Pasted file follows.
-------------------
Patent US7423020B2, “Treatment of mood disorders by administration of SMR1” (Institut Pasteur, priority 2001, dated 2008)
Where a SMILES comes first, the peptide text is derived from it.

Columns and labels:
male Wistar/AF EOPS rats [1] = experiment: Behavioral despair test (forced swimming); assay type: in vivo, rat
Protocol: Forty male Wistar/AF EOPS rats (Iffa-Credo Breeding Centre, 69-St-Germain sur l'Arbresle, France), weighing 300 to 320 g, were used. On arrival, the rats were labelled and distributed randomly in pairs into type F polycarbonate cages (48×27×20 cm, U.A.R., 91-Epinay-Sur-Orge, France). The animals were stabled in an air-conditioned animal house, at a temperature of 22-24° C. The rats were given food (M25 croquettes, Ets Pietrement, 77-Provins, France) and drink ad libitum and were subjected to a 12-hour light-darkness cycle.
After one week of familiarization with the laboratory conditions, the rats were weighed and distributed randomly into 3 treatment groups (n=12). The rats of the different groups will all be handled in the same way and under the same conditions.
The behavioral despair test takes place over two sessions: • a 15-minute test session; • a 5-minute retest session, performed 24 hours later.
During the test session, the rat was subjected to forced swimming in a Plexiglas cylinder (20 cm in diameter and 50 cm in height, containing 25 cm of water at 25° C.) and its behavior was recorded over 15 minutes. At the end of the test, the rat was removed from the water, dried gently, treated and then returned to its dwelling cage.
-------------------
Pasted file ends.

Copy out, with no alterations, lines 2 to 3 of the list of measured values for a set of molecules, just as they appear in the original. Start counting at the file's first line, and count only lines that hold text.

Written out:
Where a SMILES comes first, the peptide text is derived from it.

Columns and labels: